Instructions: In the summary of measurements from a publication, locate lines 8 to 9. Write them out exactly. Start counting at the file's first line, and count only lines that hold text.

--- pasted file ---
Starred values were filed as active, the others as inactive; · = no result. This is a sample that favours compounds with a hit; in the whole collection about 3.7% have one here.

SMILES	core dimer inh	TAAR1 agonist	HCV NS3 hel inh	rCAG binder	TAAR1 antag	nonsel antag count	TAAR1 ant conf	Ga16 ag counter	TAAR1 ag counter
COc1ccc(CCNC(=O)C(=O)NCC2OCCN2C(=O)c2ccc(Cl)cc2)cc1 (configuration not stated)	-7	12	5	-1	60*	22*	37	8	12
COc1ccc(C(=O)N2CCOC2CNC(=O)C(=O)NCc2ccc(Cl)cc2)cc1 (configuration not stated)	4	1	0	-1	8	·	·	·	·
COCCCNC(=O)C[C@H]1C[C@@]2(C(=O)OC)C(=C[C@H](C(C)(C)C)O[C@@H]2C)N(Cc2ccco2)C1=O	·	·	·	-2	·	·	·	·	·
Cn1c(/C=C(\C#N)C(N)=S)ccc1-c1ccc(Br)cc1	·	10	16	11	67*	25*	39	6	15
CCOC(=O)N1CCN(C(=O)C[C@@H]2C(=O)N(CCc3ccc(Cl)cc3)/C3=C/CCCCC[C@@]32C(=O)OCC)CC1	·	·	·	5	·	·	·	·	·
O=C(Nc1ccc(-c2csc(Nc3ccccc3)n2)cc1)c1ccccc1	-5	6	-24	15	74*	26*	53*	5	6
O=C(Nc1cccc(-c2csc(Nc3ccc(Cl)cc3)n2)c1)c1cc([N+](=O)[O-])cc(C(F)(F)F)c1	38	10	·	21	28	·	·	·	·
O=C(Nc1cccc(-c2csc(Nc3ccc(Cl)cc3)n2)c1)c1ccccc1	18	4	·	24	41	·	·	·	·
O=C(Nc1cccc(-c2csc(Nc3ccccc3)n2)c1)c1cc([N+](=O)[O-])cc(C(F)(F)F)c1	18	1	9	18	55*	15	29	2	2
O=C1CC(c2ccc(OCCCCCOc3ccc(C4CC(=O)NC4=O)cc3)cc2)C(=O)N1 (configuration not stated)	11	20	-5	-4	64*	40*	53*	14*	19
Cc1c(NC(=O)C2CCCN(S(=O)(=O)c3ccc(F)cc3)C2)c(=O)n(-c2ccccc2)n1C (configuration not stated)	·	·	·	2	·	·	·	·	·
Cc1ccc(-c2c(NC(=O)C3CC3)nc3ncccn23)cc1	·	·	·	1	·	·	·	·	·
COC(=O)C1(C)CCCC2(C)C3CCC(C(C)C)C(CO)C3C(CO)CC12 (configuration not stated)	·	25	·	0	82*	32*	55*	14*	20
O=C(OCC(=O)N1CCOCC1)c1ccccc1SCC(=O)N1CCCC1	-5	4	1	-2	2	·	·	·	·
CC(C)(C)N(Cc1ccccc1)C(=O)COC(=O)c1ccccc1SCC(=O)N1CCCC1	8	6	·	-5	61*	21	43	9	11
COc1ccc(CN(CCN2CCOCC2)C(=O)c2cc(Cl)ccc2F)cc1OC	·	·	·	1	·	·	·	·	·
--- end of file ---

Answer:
O=C(Nc1ccc(-c2csc(Nc3ccccc3)n2)cc1)c1ccccc1	-5	6	-24	15	74*	26*	53*	5	6
O=C(Nc1cccc(-c2csc(Nc3ccc(Cl)cc3)n2)c1)c1cc([N+](=O)[O-])cc(C(F)(F)F)c1	38	10	·	21	28	·	·	·	·